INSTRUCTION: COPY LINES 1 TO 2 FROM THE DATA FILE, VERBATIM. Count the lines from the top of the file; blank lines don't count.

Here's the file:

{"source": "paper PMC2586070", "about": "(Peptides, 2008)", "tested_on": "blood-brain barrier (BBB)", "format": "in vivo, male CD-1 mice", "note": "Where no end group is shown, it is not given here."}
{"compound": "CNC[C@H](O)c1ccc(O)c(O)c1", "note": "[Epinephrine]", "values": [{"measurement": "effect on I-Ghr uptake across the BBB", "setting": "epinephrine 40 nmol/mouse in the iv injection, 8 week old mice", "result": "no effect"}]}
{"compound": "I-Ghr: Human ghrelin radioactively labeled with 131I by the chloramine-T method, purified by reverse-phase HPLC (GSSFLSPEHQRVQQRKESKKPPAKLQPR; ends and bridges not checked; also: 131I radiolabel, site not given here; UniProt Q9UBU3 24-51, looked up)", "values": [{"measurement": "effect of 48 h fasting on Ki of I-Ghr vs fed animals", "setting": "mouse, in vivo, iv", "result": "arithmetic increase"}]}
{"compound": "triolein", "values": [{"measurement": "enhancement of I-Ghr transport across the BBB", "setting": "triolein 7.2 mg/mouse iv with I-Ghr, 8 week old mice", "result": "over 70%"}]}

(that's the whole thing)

{"source": "paper PMC2586070", "about": "(Peptides, 2008)", "tested_on": "blood-brain barrier (BBB)", "format": "in vivo, male CD-1 mice", "note": "Where no end group is shown, it is not given here."}
{"compound": "CNC[C@H](O)c1ccc(O)c(O)c1", "note": "[Epinephrine]", "values": [{"measurement": "effect on I-Ghr uptake across the BBB", "setting": "epinephrine 40 nmol/mouse in the iv injection, 8 week old mice", "result": "no effect"}]}